Responding to the information conveyed to the analyst and client in the draping sequence requires focus, discrimination and analysis – traits that have been part of me my whole life. In the past, my pursuits have been logical, scientific and mathematical: teaching college logic and linguistics, becoming a Registered Dietitian, and thirteen years as a 7th grade math teacher.

My hunger for the artistic has been an avocation until now. As a Personal Color Analyst, seeing the visual transformation that occurs for each client is thrilling. When their friends see their newfound radiance, they, in turn, show up in my studio!



Vitality – physical, intellectual and spiritual, is a quality that I value highly. Providing this service is fun and contributes to the vitality of my clients; they watch their inner energy come alive and find its expression in their outward appearance. My favorite clients are those who are over 70 years old because they are the most amazed by their own beauty. Many are receiving compliments for the first time in years!

My other passions are hiking and sharing adventures with my family. This year I will finish the last 40 miles of the Appalachian Trail, which I began in 1999 with my Mom. We both continue to work on our hiking goals together.


Family hiking trip to Lakes of the Clouds, Mt Washington, NH.


My studio, located in Williamstown, MA, has been open for three years. A second studio will be opening in Norwalk, CT early next year. Travel dates are planned for Charleston, SC, Traverse City, MI and Fairfield, IA.


To contact Studio St. John by email:

By phone: 413-884-3649

Website is under construction.





7 Thoughts on Introducing Colour Analyst Courtenay St. John Gibson (Massachusetts, Connecticut)

  • "; ?> Andrea

    Thank you for this beautiful posts. I love reading about all the analysts’ journeys to Sci-Art.

    I have a small and probably not very important question – in the photo of Courtenay and the young girl, where they are wearing matching blouses, what season is the girl? I’m trying to guess but sure I’m getting it wrong…

  • "; ?> Melina

    What an inspring story, someone who’s had a total career change at a relatively advanced age! And love the humourous attitude in it, e.g. “surely, I would be a laughing stock of a mature woman, dressed as a jellybean” 🙂

    (Light Spring colours truly are a bit jellybean-like and so lovely, although so very wrong for me personally ;))

  • "; ?> ruby

    She looks amazing in the green blouse and orange pullover, and not a bit like a jellybean. That’s what’s so great about 12 seasons- the way the person plus the colours come together to be so much more than the sum of their parts.

  • "; ?> Melina

    Yes, just to clarify that I didn’t mean above that *she* would look like a jellybean in those colours, only the LSp colours taken by themselves do 🙂 Deliciously so.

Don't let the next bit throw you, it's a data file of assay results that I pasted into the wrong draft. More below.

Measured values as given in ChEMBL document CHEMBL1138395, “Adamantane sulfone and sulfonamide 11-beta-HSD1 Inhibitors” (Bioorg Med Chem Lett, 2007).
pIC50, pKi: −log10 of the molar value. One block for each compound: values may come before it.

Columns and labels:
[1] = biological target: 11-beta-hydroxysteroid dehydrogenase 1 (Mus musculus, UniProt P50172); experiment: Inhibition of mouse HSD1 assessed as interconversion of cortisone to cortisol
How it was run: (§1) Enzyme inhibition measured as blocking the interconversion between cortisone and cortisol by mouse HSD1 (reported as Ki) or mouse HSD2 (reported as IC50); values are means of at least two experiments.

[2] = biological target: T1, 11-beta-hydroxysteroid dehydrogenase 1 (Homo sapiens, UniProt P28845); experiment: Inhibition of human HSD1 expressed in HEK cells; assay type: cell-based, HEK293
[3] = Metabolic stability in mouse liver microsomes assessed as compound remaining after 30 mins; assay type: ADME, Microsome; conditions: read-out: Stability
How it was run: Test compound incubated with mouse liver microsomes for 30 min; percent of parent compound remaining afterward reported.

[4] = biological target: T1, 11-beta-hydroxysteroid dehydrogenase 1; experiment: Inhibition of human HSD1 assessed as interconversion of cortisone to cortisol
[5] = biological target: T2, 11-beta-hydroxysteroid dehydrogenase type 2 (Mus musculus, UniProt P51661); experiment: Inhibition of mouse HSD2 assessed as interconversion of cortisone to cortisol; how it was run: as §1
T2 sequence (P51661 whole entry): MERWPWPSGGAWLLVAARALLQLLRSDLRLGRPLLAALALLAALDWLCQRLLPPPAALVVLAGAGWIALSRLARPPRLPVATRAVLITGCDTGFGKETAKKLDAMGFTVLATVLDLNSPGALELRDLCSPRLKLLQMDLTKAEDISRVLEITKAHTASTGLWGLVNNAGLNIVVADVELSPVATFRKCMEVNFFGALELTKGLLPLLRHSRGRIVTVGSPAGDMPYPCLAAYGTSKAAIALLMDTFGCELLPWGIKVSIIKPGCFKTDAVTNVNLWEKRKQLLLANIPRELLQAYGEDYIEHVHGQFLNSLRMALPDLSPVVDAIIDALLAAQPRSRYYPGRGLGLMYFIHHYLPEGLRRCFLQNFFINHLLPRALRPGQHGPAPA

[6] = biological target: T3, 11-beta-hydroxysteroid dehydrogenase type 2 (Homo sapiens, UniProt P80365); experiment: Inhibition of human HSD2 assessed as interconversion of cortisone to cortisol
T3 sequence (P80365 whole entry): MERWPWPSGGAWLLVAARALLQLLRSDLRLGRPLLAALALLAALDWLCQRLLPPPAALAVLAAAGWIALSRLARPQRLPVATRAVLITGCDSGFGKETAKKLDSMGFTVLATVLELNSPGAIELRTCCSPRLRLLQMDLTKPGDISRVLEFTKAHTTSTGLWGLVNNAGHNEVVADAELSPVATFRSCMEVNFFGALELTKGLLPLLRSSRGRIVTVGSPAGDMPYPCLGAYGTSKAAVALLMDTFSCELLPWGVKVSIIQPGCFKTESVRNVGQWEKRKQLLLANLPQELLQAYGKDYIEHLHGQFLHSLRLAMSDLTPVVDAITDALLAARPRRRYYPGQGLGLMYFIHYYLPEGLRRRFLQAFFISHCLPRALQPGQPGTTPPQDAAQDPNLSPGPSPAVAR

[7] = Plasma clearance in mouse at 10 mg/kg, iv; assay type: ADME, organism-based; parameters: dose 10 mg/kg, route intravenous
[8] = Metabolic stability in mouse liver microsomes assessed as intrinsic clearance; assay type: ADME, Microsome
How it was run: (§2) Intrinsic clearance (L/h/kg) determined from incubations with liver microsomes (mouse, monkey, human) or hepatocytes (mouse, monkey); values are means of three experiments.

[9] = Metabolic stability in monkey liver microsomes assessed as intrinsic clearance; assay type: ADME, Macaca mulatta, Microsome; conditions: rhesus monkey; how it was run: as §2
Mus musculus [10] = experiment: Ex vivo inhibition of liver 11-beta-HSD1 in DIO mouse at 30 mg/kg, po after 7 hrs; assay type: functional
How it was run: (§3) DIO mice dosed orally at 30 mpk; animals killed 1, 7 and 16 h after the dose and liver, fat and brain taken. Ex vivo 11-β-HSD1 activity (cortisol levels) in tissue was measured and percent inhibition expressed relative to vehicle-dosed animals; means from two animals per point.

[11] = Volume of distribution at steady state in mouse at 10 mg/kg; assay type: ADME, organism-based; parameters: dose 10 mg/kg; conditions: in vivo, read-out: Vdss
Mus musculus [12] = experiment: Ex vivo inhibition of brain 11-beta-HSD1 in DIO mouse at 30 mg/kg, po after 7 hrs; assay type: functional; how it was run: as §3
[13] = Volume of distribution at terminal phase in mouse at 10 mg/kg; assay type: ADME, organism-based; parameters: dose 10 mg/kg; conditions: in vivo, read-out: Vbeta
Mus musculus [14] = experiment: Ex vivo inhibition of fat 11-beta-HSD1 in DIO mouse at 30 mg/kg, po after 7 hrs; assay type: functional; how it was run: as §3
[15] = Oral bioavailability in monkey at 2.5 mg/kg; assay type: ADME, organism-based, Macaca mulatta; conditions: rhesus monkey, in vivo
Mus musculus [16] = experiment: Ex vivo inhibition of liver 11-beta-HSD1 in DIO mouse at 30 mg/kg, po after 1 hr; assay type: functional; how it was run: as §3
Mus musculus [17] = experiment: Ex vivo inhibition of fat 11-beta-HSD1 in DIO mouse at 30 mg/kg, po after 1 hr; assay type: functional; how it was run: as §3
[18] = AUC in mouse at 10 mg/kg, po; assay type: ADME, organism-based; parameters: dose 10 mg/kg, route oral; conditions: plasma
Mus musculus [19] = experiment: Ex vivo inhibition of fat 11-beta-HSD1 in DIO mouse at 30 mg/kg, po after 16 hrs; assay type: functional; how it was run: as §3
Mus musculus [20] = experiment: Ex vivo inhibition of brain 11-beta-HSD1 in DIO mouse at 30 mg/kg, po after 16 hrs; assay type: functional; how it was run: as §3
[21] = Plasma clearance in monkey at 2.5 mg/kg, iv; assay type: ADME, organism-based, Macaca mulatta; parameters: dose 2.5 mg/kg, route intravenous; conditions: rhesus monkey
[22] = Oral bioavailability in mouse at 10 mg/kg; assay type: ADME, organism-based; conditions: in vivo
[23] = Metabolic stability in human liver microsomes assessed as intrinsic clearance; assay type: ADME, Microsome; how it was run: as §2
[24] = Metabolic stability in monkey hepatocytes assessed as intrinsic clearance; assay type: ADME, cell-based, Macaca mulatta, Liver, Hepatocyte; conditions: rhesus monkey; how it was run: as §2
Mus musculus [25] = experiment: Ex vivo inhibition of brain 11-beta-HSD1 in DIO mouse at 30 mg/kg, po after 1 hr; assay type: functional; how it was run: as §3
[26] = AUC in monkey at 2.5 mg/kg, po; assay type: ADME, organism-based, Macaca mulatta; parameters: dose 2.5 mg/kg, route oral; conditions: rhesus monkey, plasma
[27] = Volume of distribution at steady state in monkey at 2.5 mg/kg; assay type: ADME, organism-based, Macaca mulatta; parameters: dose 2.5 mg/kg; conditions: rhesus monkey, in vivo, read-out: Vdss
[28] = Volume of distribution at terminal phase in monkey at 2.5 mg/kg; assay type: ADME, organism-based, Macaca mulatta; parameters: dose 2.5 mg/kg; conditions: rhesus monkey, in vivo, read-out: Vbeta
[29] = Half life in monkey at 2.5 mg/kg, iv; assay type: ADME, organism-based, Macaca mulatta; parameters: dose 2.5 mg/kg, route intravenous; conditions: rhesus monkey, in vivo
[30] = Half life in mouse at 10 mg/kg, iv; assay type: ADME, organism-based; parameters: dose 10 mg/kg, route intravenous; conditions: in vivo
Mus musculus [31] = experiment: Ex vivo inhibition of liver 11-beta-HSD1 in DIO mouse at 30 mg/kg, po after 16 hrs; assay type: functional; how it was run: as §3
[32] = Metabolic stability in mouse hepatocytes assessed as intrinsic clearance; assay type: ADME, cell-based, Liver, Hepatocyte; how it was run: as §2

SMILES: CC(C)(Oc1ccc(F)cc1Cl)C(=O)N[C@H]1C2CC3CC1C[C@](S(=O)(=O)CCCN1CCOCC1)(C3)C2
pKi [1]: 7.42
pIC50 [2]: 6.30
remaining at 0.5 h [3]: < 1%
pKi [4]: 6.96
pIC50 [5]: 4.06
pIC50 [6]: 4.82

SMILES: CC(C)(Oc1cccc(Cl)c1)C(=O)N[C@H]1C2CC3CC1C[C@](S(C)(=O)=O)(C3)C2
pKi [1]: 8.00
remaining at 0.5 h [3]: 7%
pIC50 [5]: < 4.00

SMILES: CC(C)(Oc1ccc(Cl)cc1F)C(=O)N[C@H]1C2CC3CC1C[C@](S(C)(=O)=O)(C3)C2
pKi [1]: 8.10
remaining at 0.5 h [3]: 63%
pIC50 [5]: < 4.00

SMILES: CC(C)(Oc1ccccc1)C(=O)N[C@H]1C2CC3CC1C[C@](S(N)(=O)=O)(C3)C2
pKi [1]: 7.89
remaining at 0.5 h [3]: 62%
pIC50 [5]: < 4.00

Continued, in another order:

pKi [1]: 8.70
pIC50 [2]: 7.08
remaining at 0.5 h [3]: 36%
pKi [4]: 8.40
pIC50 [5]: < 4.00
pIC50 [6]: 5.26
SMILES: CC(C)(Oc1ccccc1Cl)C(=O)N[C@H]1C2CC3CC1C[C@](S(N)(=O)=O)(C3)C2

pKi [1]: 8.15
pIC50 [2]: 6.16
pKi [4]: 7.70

• "; ?> ruby

    Yes, that was the point I was making. The palettes alone have all the usual associations of those colours – cute and jellybean-like and maybe not very grown up in the case of LSp, or rich but rather solid and a bit boringly- sensible for my season, TA. But put them on the right person and they always look sophisticated and exciting.

  • "; ?> FFM

    Courtenay’s light green shirt and orange vest lights her up like a spotlight 🙂 Now imagine if she was wearing snow white and ink black instead, lol. I imagine LSp colors as sorbet colors–fun, youthful, and easy on the eyes 🙂

    Courtenay seems to be the stereotypical LSp with her light eyes and hair. But I also believe that dark-eyed, dark-haired people could turn out to be LSp, as well. My brown-haired, brown-eyed sister and nephew glow in cream and lemon yellow. No, neither of them have had a PCA so I won’t know for sure until they are draped. Since Christine talked about photography in her latest post, I thought I’d mention that they both recently had professional photos taken and the dark colors they wore were simply too dark and intense for them. My nephew faded away in black, and the gorgeous royal blue my sister wore unfortunately aged her (e.g. her facial lines were more prominent) and made her look heavier. I think black and other dark colors only help “slim” someone down if they are actually included in his/her own color palette.

    Anyway, back to Courtenay I love her fun-loving, youthful energy magnified by her sweet, playful LSp colors!

  • "; ?> Courtenay Gibson

    The young girl, so far, has not been able to sit still long enough to be draped! But Light Spring, at least, made her look messy and discombobulated. On my last visit, she indicated that she is ready to know her colors!